Sweet moments among the stress: Coronavirus upends life for Tallahassee health care workers
Capital Regional Medical Center Director of Respiratory Care Antwan Brooks, MBA, RRT, describes how CRMC determines who is a coronavirus patient. Tallahassee Democrat
Laura Burgess sees her 5-year-old son only a couple times a week, but they're sweet moments. The boy understands his mom works at a Tallahassee hospital, managing one of two units set up to treat patients diagnosed with COVID-19.
Caleb stays with his grandmother in the family's Cairo, Georgia, hometown while Burgess works with coronavirus-positive patients across the state line.
At Capital Regional Medical Center, a hospital located just off Capital Circle Northeast, Burgess is the director of nursing for the 44-bed "tele-neuro" care unit. It's on the 8th floor of the hospital and has been converted into an isolated coronavirus-treatment wing for non-intensive care patients.
Doctors, nurses and staff put on protective gear — gowns, face shields, masks, sometimes coveralls known as "bunny suits" — in a three-foot area that serves as a buffer between the ward and the rest of the hospital.
“I’ve never dealt with anything like this," Burgess said recently. The 34-year-old sat in an unoccupied room in the hospital's currently-unused orthopedic wing with Antwan Brooks, director of respiratory care. Like Tallahassee Memorial HealthCare, CRMC has postponed elective surgeries during the pandemic.
Brooks, 33, and his family live in town. He and his wife have two young boys at home and he has two teen-aged girls from a prior relationship who live elsewhere. He video chats with his daughters.
But with the boys, ages 3 and 6, Brooks is careful to change in the garage before entering the house, then immediately goes to the shower. The boys know not to rush him for hugs. The family does more activities outside where they can distance themselves.
"I do things that are extremely dangerous," Brooks said. He works in close quarters with sick patients and will intubate them when necessary. He's at high risk for exposure to the virus.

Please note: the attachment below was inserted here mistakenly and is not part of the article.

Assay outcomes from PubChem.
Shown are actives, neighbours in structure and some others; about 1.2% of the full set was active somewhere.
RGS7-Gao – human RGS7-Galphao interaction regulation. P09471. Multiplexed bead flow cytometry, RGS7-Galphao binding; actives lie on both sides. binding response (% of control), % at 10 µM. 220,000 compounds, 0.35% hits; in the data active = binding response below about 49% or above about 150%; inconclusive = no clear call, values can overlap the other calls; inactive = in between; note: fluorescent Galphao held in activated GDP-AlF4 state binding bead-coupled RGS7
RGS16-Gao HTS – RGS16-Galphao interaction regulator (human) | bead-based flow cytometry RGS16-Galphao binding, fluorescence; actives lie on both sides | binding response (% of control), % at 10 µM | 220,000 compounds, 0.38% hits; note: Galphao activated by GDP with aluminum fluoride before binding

“Right now, it’s Zoom calls with the girls, and high-fives for the boys," he said.
Among a host of professional responsibilities, Burgess and Brooks oversee the hospital units' staff's welfare and distribute information about the virus. The hospital, which is treating the majority of local patients with the virus2020欧洲杯正规平台, had a quick learning curve when the global pandemic reached Leon County, Burgess said.
2020欧洲杯正规平台Each day, the directors are part of a "safety huddle" to discuss new best practices and viral research that comes out via health organizations such as the and the .
Much of their shared job is "discouraging rumors," Burgess said. She pointed to Facebook as a social media site full of misinformation.
Added Brooks: “Health care providers are not immune to rumors. Fear and uncertainty strike everyone the same."
As parents, the directors try to keep that fear out of their homes.
2020欧洲杯正规平台Burgess said her son understands the virus and what it means for her and her husband, also a medical professional.
“We walk in and say, ‘hospital germs,' " she said. “He knows that people are sick and Mommy has to go to work to take care of sick people.”
The directors say CRMC treats patients like family, especially during a pandemic where staff becomes stand-ins for relatives.
Brooks recited the hospital's mantra: "We care like family."
To navigate the current unknowns, Burgess said she leans on the experience of older nurses who worked through the early days of the AIDS crisis.
2020欧洲杯正规平台“They didn’t know what it was, they didn’t know how to treat it, and everybody was scared," she said. "It’s the basis of the same fear we have now."
2020欧洲杯正规平台But the hospital is prepared, the directors agreed. CRMC's parent company has varying predictive models for when Leon County will reach its "peak," when the most number of people will be infected.
Some estimates say now; some say May 1; some say mid-May, Brooks said.
2020欧洲杯正规平台The hospital has stocked necessary resources, including ventilators, to last several months, the directors said. CRMC has scrubs at the hospital that medical staff can use daily, so they don't have to wear them home.
Brooks joked he wears pajamas to work and when he gets home, his wife "does a good job" putting the hose on high to wash him off in the yard.
Amidst the unpredictable, Burgess and Brooks look to family to lead them through the pandemic.
“You think before hugging your children," Brooks said. “That pause, before you get to embrace your child, is the hard part of healthcare."
Contact CD Davidson-Hiers at CDavidsonH@guatemo.com, or follow her on Twitter @DavidsonHiers.
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